Law, bureaucracy and the practice of government and rule

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Abstract

The chapter explores the 'logic of empire' in relation to law, bureaucracy and the practice of government, from the Ancient world to the present. Beginning with the complex example of Haile Selassie I and the Ethiopian Empire, the chapter analyses the many universalisms of law and empire, before moving on to a survey of different 'repertories' of imperial rule. The chapter then examines the numerous ways in which empires put law 'to work', facilitating the development of multiple, normative orders and institutions far beyond the jurisdiction of their own imperial officials. The final section of the chapter briefly introduces (post)colonial legal scholarship and the concept of 'legalism from below', with a specific focus on recent archival research in courtroom records.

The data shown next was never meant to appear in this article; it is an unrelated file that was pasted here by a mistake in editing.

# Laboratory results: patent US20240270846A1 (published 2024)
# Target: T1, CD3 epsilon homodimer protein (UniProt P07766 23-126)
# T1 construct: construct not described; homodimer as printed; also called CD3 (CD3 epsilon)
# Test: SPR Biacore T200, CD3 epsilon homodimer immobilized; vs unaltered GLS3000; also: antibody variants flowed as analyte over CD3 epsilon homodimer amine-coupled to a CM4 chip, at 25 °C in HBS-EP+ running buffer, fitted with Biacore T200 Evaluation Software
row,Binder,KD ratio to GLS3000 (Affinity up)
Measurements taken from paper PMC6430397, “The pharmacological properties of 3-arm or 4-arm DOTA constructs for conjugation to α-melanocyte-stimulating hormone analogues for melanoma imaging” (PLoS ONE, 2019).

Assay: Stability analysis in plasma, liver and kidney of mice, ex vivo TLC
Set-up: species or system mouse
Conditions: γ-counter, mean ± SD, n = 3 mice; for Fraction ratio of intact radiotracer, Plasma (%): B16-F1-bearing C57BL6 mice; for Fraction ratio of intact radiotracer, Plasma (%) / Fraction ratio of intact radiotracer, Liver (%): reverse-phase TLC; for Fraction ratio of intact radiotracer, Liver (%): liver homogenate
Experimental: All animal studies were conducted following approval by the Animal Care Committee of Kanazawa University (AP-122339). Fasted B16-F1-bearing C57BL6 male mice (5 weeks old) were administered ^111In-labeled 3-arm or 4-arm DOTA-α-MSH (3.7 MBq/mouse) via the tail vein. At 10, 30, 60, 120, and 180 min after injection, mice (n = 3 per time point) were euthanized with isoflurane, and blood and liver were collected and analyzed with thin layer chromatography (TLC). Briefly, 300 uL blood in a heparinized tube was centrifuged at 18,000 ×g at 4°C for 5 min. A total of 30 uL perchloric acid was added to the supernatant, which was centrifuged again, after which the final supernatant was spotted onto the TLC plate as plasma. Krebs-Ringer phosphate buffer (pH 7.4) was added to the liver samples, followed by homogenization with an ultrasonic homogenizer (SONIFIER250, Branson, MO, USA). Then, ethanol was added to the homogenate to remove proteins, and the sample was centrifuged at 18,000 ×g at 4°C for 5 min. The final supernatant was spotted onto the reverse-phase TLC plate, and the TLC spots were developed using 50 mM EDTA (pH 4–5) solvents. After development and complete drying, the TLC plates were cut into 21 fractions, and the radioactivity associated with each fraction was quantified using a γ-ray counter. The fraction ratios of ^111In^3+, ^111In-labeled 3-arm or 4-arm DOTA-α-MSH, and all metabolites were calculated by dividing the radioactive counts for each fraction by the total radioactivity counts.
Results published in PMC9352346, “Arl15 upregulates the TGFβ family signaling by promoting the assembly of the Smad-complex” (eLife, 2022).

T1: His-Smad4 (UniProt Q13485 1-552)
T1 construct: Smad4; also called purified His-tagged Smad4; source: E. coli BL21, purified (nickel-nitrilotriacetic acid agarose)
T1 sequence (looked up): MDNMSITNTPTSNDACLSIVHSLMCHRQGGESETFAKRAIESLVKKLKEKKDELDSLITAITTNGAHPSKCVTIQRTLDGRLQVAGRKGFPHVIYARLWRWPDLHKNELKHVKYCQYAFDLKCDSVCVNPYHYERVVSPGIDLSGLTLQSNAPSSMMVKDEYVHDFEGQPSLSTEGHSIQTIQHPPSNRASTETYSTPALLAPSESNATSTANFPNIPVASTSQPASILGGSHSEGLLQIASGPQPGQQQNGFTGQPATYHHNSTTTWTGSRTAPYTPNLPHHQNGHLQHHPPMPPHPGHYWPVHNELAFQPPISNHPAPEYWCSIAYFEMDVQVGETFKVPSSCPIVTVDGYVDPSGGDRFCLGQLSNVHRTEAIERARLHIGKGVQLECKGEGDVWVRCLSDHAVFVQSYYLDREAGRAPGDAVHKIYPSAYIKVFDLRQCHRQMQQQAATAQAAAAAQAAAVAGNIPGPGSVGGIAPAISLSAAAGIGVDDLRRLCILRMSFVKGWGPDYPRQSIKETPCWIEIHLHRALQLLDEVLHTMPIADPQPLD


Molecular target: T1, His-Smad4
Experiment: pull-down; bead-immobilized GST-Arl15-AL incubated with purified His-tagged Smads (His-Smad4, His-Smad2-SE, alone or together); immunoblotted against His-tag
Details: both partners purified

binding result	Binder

Original languageEnglish
Title of host publicationThe Oxford World History of Empire
EditorsPeter Bang, Christopher Bayly, Walter Scheidel
Place of PublicationOxford
PublisherOxford University Press
Chapter7
Pages266-287
VolumeI
ISBN (Print)9780197533970
Publication statusPublished - 31 Mar 2021

Keywords

  • Law
  • Bureaucracy
  • Government
  • Imperial Rule
  • Normative Orders
  • Institutions
  • Jurisdiction
  • Legalism
  • Courtroom

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